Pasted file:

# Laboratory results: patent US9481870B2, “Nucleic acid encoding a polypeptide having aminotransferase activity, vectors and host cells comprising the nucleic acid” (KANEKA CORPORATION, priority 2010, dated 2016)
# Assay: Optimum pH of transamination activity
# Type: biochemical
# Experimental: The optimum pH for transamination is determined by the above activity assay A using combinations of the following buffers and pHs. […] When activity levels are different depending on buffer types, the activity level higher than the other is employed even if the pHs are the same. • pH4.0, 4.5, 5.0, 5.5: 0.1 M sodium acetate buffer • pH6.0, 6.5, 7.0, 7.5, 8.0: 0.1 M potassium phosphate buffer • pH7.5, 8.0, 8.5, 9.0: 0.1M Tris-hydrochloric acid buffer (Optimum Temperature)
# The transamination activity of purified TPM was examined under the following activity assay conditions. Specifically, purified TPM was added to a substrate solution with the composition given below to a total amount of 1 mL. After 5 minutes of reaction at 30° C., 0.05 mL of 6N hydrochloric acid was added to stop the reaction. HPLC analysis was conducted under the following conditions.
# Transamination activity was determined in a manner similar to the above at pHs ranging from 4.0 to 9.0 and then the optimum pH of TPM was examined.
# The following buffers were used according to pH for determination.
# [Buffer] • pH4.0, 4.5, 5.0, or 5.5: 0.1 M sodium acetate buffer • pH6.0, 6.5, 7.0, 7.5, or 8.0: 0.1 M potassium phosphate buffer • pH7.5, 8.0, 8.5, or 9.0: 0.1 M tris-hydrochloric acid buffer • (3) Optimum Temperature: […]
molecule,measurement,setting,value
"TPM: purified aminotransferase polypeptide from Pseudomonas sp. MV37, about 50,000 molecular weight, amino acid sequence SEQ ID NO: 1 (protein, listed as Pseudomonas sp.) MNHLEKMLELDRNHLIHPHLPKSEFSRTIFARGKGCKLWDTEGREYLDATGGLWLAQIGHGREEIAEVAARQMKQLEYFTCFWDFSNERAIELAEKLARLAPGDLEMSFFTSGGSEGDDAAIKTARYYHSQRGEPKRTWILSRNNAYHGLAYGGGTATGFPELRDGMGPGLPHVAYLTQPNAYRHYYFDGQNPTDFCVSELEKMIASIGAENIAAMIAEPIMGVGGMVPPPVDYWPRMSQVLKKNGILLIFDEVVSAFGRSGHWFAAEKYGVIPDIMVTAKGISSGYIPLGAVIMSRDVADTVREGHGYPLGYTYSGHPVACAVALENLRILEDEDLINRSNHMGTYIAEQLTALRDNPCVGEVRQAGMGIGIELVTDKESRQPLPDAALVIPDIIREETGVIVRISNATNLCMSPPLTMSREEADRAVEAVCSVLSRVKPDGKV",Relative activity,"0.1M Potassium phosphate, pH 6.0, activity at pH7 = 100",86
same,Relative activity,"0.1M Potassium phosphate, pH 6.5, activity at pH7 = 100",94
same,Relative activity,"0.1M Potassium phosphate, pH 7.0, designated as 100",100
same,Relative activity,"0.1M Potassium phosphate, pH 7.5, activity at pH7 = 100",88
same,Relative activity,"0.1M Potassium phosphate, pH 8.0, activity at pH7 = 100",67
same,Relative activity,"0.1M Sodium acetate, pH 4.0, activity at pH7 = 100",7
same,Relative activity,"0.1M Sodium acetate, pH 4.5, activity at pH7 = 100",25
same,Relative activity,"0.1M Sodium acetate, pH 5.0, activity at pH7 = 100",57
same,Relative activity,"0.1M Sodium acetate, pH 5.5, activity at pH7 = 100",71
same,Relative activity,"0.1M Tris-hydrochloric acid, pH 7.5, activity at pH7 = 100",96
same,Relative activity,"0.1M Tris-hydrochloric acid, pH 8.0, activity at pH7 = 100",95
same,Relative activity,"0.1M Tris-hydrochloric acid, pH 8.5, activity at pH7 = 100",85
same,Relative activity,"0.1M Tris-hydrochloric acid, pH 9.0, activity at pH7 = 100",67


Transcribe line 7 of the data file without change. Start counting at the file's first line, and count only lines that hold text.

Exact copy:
# The following buffers were used according to pH for determination.